I'd intentionally traveled in September to avoid the chaos of Carnevale. I wanted to see the real Rio. Now that I was, I saw my caiparinha-sipping vacation quickly morphing into an educational experience of learning how nearly 1.5 million people - Rio's "other half" - live.

Intrigued by what I saw, I wasted no time contacting Favela Tour, the organization that coordinates visits to these areas. The day after my arrival, our middle-aged guide, Luis, picked up a friend and me from Copacabana Beach where we were staying at the high-end J.W. Marriott. He drove us to Rocinha (pronounced Ro-seen-ya), Brazil's largest and most complex favela. A population of over 150,000 people live in an area approximately one square mile with dilapidated shelters piled one upon the other, constructed of old scraps found by residents and giving new meaning to the phrase "brick by brick."

Driving toward Rocinha up the steep hillsides near Two Brother's Mountain, the contrast of the have and have-nots is striking. Large expensive homes and the private American school are located near the corner of the last hairpin turn before entering Rocinha. Thereafter the smell of trash and exhaust begin to fill the air.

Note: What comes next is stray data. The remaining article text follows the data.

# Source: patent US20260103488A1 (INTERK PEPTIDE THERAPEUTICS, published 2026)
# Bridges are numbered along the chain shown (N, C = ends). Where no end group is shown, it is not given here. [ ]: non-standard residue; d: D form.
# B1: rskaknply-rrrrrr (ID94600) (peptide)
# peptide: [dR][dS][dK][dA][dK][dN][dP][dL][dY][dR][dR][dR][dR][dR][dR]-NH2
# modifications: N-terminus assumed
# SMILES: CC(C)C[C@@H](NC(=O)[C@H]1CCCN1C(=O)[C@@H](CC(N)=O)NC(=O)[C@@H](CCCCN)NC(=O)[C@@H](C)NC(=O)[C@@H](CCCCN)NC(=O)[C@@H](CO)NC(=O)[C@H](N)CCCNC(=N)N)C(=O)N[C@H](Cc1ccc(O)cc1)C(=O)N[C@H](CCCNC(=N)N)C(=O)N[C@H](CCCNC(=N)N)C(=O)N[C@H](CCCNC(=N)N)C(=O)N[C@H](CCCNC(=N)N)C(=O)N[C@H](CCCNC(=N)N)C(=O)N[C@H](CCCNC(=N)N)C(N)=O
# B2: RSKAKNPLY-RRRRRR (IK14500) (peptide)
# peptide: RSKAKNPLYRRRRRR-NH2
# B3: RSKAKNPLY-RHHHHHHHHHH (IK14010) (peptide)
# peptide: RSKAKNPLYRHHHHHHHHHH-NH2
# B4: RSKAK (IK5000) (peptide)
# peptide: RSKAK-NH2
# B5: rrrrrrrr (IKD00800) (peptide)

Rocinha Favela
Rio's Rocinha favela.

As we drove through the narrow alleys and maze of streets in Rocinha, Luis began to enlighten us about these slums and how they operate. Many of the 600 favelas in Rio de Janeiro began with a few squatters who built makeshift shanties. When the government failed to disband them, they continued to grow into the expansive ghetto communities they are today.

"These shanty towns had no infrastructure, no services," Luis said. "No water, no sewage, no power. The government believed that without these services, these communities couldn't survive."

But they were proven wrong and by the time the government recognized that the favelas were not going to disband on their own, it was too late to relocate the hundreds of thousands living in them across Rio.